Engineering a lift into a UNESCO World Heritage-listed buildingThe UNESCO World Heritage- Listed Hyde Park Barracks underwent a major $18 million revamp. TTW heritage team was engaged to engineer the installation of a new glazed lift structure, providing equal access to all three levels of the museum, previously accessible by stairs only.
Given the constraints of the World Heritage-listed building, Sydney Living Museums and JPW Architects required the lift shaft to be as minimal and as transparent as possible, causing the least visual impact on the building. Carrying out a high level of structural detailing, TTW Heritage experts engineered an innovative freestanding lift shaft with no structural connection to existing floors or walls. The lift shaft has a Vierendeel open frame structure and uses the weight of the glass and machinery installed to it as mass damping to help control defections and vibration.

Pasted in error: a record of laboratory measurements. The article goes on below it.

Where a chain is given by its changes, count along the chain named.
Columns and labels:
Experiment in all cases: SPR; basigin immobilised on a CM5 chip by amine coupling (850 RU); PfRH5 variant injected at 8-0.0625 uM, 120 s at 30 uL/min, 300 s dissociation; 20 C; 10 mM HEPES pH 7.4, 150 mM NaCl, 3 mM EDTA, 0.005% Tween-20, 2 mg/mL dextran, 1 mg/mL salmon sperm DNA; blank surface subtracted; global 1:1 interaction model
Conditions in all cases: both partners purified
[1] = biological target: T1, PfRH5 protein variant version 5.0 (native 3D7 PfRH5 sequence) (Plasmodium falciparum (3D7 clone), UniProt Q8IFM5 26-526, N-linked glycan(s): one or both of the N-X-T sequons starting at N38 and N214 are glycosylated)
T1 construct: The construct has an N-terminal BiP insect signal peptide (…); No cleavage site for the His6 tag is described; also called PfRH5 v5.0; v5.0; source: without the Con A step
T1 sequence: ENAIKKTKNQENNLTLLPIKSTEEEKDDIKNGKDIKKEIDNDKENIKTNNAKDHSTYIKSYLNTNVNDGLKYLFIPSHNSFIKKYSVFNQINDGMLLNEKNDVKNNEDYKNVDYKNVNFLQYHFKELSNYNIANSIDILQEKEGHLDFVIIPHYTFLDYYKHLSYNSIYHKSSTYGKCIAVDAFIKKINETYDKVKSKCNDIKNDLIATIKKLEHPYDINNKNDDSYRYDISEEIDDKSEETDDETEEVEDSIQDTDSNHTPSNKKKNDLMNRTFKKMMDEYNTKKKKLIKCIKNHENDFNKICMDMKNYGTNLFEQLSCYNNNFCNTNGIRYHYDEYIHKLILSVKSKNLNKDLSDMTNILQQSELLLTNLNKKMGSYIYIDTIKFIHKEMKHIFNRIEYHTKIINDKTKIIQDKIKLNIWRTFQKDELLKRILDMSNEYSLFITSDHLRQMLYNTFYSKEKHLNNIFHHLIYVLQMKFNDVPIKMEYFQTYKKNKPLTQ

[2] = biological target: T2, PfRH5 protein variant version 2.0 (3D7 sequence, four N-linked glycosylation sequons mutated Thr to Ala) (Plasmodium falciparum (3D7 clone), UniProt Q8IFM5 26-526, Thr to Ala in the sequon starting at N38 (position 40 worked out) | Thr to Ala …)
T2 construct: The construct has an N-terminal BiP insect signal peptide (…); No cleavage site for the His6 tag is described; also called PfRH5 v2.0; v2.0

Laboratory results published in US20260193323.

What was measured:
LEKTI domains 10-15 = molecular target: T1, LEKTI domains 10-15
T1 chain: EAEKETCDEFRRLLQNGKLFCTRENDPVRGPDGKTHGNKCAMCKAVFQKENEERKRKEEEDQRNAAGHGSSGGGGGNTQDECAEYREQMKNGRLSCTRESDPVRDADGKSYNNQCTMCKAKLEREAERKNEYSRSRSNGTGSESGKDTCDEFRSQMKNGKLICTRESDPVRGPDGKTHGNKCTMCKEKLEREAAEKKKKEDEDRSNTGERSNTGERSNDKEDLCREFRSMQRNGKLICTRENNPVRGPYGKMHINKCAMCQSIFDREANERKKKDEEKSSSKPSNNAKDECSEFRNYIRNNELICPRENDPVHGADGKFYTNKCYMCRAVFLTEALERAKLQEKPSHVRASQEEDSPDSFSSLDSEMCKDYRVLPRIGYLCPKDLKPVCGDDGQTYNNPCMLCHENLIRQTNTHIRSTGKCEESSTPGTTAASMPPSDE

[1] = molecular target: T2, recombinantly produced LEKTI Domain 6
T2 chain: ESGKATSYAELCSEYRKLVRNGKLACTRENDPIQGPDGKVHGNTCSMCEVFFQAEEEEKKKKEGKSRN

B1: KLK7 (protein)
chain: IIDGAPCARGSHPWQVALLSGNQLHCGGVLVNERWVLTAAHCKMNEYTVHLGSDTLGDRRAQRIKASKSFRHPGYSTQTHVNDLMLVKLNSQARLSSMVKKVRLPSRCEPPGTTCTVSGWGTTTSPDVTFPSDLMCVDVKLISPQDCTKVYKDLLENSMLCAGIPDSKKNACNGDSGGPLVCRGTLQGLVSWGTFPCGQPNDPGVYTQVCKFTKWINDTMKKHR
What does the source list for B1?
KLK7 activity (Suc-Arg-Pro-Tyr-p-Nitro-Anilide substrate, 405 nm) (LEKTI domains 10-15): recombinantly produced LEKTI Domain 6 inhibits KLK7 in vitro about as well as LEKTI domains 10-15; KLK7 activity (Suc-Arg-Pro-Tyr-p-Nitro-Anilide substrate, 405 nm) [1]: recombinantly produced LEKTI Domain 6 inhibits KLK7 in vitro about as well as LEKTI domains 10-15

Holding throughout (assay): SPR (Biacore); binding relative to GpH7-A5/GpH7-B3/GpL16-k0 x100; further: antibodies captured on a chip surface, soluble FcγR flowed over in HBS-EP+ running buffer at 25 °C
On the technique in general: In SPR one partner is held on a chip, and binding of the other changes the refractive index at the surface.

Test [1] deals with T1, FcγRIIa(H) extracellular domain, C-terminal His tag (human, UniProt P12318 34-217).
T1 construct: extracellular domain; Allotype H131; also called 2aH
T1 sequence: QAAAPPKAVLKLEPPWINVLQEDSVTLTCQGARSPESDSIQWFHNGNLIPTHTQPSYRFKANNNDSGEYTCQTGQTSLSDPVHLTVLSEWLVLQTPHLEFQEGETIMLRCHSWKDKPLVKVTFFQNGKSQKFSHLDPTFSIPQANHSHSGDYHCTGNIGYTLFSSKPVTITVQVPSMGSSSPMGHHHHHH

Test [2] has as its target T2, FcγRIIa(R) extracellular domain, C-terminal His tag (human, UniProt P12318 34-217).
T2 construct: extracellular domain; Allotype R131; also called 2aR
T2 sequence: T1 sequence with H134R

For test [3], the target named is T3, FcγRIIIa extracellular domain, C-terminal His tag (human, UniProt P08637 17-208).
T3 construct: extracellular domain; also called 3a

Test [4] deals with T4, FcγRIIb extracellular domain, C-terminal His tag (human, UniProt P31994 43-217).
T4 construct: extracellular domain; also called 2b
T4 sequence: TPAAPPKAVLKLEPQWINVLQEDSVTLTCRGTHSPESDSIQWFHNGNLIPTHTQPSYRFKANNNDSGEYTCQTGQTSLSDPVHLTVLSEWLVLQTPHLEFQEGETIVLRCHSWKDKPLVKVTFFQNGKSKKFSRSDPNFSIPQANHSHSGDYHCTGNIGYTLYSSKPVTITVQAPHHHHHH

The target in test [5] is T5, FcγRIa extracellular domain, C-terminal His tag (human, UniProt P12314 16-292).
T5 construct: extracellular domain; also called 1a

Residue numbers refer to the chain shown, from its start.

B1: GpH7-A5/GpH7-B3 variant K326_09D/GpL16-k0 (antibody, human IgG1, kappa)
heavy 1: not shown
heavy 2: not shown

The need to install a 13.5m high steel lift shaft presented some challenges such as height and weight: 6.3 tonnes of structural steel. The structure had to be installed through a door opening that measured just 1.1m wide by 2.4m high and was erected inside the building using a block and tackle. Then followed the installation of the 3.4 tonnes of frameless glass panels, using the shaft and block and tackle to lift the glass, with the largest panel measuring 2.6m by 2.3m and weighing 720kg. Installation tolerances were very fine. Close collaboration with the Contractor and the Architect was crucial.
Measures were put in place to protect the 200-year old World Heritage-Listed building. No welding was allowed on-site and a trial assembly was carried out at the workshop, to ensure that everything would fit together correctly before the steelwork was brought to site.
The Museum has opened to the public on the tenth anniversary of Hyde Park Barracks' World Heritage listing, providing equal access to every visitor.